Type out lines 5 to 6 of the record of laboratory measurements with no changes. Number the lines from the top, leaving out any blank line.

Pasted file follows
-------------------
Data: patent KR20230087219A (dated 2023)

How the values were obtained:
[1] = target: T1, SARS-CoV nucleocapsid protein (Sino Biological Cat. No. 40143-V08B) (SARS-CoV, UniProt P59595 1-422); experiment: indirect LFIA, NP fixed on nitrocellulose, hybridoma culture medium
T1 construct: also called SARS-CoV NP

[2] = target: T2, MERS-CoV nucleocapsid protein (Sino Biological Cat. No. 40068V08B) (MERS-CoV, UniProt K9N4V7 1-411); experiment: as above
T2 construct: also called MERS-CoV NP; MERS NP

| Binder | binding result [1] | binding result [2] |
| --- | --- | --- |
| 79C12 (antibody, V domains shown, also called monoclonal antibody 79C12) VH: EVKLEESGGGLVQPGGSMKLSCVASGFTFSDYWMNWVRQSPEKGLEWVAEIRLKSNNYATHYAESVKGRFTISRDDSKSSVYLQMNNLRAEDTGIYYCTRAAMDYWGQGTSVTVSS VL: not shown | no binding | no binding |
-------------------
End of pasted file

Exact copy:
[2] = target: T2, MERS-CoV nucleocapsid protein (Sino Biological Cat. No. 40068V08B) (MERS-CoV, UniProt K9N4V7 1-411); experiment: as above
T2 construct: also called MERS-CoV NP; MERS NP